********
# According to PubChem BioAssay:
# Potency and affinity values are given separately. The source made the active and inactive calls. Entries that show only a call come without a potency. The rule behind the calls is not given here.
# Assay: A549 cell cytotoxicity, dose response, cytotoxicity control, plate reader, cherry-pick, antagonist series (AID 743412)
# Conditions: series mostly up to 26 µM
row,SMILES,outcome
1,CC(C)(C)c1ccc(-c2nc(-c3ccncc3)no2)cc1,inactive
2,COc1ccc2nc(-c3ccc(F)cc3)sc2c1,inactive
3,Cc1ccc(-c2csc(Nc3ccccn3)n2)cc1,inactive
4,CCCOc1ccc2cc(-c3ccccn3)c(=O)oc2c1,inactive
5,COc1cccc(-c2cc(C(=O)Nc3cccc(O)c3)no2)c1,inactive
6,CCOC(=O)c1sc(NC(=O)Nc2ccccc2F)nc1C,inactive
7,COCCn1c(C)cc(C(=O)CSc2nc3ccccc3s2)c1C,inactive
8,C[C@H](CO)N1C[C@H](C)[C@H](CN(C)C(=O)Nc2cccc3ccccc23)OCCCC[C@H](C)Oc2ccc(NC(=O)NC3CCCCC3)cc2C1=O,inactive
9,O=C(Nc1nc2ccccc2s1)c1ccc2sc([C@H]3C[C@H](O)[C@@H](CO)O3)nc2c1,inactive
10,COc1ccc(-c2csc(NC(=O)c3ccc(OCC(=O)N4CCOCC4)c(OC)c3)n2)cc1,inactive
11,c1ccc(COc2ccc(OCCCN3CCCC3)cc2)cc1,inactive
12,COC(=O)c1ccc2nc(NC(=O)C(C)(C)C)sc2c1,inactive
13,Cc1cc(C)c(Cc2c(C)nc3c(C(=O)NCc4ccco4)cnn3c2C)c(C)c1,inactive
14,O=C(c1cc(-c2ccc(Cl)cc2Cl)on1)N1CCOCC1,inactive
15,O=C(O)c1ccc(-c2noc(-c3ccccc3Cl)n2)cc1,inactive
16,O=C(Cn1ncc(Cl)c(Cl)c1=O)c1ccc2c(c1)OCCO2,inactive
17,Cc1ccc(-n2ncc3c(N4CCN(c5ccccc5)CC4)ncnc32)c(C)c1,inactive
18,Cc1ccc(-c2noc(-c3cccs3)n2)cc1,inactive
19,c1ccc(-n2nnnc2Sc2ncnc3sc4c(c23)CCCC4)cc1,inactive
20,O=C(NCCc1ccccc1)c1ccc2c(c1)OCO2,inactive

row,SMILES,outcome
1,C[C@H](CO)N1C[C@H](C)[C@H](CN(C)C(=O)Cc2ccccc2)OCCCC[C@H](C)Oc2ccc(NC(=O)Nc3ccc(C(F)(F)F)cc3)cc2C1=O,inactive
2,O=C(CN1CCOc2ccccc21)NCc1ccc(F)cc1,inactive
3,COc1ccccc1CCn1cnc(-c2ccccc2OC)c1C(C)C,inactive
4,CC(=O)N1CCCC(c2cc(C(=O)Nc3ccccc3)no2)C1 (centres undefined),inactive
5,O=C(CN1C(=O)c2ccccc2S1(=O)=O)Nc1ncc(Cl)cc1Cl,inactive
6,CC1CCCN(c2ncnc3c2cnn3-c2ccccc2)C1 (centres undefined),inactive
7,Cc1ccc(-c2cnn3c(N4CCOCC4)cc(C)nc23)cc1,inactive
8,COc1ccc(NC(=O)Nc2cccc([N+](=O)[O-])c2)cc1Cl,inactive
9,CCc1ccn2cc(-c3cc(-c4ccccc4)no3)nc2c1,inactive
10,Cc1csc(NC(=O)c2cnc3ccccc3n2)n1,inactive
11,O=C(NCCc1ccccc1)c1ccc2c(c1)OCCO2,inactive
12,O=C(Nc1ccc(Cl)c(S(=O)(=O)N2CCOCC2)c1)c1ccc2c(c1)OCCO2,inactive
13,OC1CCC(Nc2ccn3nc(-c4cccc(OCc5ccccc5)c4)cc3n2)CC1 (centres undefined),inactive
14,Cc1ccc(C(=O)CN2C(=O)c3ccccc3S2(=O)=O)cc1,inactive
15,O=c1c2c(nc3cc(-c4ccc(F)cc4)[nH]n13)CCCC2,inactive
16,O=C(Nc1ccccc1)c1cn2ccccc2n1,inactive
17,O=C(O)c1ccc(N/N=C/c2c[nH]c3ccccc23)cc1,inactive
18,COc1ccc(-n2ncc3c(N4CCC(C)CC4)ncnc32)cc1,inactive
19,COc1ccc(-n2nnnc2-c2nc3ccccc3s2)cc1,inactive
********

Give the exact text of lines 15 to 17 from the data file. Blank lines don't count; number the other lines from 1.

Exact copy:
10,COc1ccc(-c2csc(NC(=O)c3ccc(OCC(=O)N4CCOCC4)c(OC)c3)n2)cc1,inactive
11,c1ccc(COc2ccc(OCCCN3CCCC3)cc2)cc1,inactive
12,COC(=O)c1ccc2nc(NC(=O)C(C)(C)C)sc2c1,inactive